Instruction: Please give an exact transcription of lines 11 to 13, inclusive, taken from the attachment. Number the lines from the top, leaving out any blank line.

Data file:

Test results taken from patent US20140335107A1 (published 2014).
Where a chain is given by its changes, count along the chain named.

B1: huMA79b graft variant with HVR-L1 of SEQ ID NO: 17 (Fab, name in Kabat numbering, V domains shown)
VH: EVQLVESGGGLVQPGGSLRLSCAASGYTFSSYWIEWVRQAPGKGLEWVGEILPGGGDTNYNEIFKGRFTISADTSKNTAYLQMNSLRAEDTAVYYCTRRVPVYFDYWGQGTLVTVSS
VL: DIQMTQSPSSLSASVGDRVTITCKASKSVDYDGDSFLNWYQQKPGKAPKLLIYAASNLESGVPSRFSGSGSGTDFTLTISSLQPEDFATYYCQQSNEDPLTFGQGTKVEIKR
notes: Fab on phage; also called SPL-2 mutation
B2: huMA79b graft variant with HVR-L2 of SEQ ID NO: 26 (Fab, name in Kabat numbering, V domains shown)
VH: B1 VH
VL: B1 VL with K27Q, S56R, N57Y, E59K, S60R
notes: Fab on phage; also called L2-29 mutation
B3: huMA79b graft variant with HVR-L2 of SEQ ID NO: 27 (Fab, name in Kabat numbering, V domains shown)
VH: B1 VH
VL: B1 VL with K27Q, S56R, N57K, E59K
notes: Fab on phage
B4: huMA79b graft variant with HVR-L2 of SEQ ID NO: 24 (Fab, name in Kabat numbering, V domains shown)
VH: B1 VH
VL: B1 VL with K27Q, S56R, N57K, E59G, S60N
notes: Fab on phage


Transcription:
B3: huMA79b graft variant with HVR-L2 of SEQ ID NO: 27 (Fab, name in Kabat numbering, V domains shown)
VH: B1 VH
VL: B1 VL with K27Q, S56R, N57K, E59K